Study on the Treatment of Vivax Malaria

2014-08-27 03:15:41 | BioPortfolio


This is a randomised open label trial with follow up for 1 year. 660 adults and children above 6 months diagnosed with acute Plasmodium vivax will be randomised into 3 groups, either chloroquine, artesunate, or chloroquine/primaquine therapy. Participants will be screened on the day of inclusion then followed weekly for 8 visits and every 4 weeks until week 52. The primary objective of the study is to compare the efficacy of the WHO and Thai Ministry of Public Health recommended radical curative regimen of chloroquine and primaquine with the currently used monotherapy regimens of chloroquine and artesunate along the Thai-Burmese border.


Considerably less attention has been paid to Plasmodium vivax epidemiology than Plasmodium falciparum. In areas of relatively low unstable transmission, which comprise the majority of P.vivax affected areas, vivax malaria is predominantly a disease of children (Luxemburger et al 1999). Chloroquine has long been the standard treatment for vivax malaria. Primaquine is recommended for radical cure of vivax malaria, but is difficult to administer due to dosing duration and side effects.

This study aims to characterize the epidemiologic history comparing the efficacy of 3 antimalarial regimens (chloroquine, artesunate, and chloroquine/primaquine) for plasmodium vivax in western Thailand. Chloroquine is currently the standard of treatment for Plasmodium vivax. Due to the long half-life or chloroquine, the first relapse of vivax malaria may be delayed. In contrast, artesunate has a very short half-life, thus, having no impact on first relapse. It is not known whether chloroquine reduces the overall number of relapses, or only delays the first relapse. There are many important questions about the biology of vivax malaria of relevance to treatment that remain unanswered. For example is the number of relapses per infection (i.e. per successful inoculation) predetermined or adaptive? If it is predetermined then suppression of the first relapse (as with chloroquine, mefloquine or piperaquine) will reduce the total number of relapses and this is a clear benefit. If it is adaptive then these drugs will simply delay the relapses and there is less clear benefit. These various uncertainties illustrate the importance of detailed comparative longitudinal evaluations. In order to characterize the biology of vivax malaria, it will be necessary to compare regimens with and without primaquine. Because of the challenges that face primaquine prescription (side effects, toxicity in G6PD deficient patients and duration of treatment), it is not commonly deployed along the Thai Burma border. In effect, we will be comparing usual practice (non primaquine regimens) with the recommended WHO and Thai MOPH practice (use of primaquine for 14 days). The information we will gather is crucial to the understanding of chloroquine and its effect on the vivax parasite. This will lead to future studies and invariably change the way we treat vivax malaria.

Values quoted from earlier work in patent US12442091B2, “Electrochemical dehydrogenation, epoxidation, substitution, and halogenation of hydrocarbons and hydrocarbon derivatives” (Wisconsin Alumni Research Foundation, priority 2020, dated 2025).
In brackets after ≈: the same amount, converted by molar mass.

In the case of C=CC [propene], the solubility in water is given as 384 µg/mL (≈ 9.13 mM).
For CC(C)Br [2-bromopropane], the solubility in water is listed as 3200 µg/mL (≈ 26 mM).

Study Design